Conservative lawmakers warn Pelosi about 'rate-setting' surprise billing fix

Conservative lawmakers warn Pelosi about 'rate-setting' surprise billing fix
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Conservative Republicans came out against a bipartisan proposal that would end the "surprise" medical bills patients sometimes get from doctors and providers. 

In a letter to House Speaker Nancy PelosiNancy PelosiPelosi calls Trump's decision to withdraw US from WHO 'an act of extraordinary senselessness' House Democrats unveil measure to condemn police brutality The Hill's Coronavirus Report: Rep. Khanna says President Trump threatening violence against US citizens; Trump terminating relationship with WHO MORE (D-Calif.) dated Monday, 39 Republicans, led by Rep. Andy HarrisAndrew (Andy) Peter HarrisCoronavirus protests take aim at scientists, elites OVERNIGHT ENERGY: Court vacates nearly 300 oil and gas leases on public lands | GOP lawmaker seeks review of Harvard study tying air pollution to coronavirus deaths GOP lawmaker seeks review of Harvard study tying air pollution to coronavirus deaths MORE (R-Md.) warned against passing a bill that would impose what they see as "government-dictated price controls" on private negotiations between insurers and providers. 

"Surprise medical billing proposals that give the federal government the power to set rates between two private entities — insurers and health care providers — could have a devastating impact on our constituents," reads the letter, which was signed by some of the most conservative Republicans in Congress, including Reps. Mark MeadowsMark Randall MeadowsTrump to return to Florida for rescheduled SpaceX launch Pence names new press secretary House leaders take vote-counting operations online MORE (R-N.C.) and Jim JordanJames (Jim) Daniel JordanThe Hill's Morning Report - Presented by Facebook - George Floyd's death sparks protests, National Guard activation Hillicon Valley: Trump signs order targeting social media legal protections | House requests conference with Senate after FISA vote canceled | Minneapolis systems temporarily brought down by hackers House punts on FISA, votes to begin negotiations with Senate MORE (R-Ohio.)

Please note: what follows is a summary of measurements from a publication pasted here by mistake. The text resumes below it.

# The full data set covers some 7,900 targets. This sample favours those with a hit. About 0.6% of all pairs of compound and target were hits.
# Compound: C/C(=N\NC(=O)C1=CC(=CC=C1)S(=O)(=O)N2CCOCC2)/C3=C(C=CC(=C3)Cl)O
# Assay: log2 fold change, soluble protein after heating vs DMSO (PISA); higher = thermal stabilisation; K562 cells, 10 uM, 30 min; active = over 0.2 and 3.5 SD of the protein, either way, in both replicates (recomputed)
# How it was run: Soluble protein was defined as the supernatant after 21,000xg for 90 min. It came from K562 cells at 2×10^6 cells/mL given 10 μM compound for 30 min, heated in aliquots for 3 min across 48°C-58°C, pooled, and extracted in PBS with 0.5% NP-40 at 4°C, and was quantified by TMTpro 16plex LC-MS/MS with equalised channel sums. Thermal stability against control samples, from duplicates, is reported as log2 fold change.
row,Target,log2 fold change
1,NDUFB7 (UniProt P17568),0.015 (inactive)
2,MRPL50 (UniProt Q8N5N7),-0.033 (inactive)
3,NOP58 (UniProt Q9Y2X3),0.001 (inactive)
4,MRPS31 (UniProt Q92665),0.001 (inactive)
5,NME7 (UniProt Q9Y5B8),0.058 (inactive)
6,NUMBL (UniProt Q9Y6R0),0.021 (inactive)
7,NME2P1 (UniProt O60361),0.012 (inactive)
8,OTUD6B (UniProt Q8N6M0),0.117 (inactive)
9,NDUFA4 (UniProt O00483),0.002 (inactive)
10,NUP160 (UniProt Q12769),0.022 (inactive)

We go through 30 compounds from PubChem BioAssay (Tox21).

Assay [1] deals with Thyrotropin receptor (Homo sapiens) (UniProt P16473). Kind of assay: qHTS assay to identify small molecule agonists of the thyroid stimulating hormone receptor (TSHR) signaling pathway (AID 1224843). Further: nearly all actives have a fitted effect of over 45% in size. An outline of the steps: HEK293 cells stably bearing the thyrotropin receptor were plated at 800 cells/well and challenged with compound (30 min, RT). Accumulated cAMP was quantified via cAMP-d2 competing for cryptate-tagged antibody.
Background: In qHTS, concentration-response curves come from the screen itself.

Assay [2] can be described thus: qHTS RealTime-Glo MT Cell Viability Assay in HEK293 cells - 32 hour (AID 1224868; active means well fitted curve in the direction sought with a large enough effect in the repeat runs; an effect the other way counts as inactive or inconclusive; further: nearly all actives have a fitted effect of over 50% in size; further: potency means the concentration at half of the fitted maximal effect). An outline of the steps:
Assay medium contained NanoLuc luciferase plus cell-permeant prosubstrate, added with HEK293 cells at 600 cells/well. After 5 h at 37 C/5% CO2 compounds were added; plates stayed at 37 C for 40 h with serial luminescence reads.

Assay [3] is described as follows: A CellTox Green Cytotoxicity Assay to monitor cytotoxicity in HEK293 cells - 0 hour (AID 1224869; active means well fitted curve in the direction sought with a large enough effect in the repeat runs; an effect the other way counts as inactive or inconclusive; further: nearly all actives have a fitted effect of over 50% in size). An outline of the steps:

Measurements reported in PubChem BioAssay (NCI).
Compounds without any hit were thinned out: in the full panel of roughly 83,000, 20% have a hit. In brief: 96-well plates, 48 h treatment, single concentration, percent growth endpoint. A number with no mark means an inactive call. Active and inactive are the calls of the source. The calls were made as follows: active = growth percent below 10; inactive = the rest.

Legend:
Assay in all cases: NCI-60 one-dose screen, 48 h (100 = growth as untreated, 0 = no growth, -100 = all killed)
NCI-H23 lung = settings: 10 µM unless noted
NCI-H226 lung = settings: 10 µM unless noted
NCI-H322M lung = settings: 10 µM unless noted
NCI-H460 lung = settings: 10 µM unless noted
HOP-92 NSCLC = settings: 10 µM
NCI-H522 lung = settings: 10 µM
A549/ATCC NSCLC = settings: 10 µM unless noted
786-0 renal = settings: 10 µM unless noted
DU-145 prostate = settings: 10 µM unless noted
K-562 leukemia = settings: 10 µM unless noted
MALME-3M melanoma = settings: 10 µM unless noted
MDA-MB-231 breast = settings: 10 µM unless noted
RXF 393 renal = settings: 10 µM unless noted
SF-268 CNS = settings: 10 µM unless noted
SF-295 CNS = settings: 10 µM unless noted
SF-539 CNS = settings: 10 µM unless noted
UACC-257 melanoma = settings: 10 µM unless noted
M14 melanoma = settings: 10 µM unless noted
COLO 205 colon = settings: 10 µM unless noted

Congress wants to end the practice of surprise billing, which can happen to patients who go to an in-network hospital or emergency room but are treated by an out-of-network doctor. When insurers don't pay the full amount, providers often bill patients for the remainder. 

While lawmakers agree insurers should pay these bills, a debate is brewing over how much they should have to pay providers for their services. 

One measure offered by Reps. Frank Pallone (D-N.J.) and Greg WaldenGregory (Greg) Paul WaldenBipartisan senators call for investigation of TikTok's child privacy policies Hillicon Valley: Facebook permanently shifting thousands of jobs to remote work | Congressional action on driverless cars hits speed bump during pandemic | Republicans grill TikTok over data privacy concerns Top Commerce Republicans grill TikTok parent company MORE (R-Ore.) that is favored by insurers would set provider rates based on the average price for the services provided in a geographical area, a method called “benchmarking.”

But conservatives argue that method would reduce access to care and increase the power of the federal government. 

"To be clear, we believe that patients should be protected from surprise medical bills, which can place a heavy financial burden on individuals that received care outside of their insurance network," the letter states. 


"In pursuing such protections, there exist several proposals that hold patients harmless, increase transparency and resolve disputes that arise from surprise bills," it adds. 

The lawmakers didn't endorse an alternative proposal. But a rival bipartisan measure offered by members of the House Ways and Means Committee gives the decision on how much the insurers should pay the providers to an outside arbiter. That approach is favored by hospitals.

Pelosi is hoping to include a surprise billing fix in a spending package Congress must pass by May 22.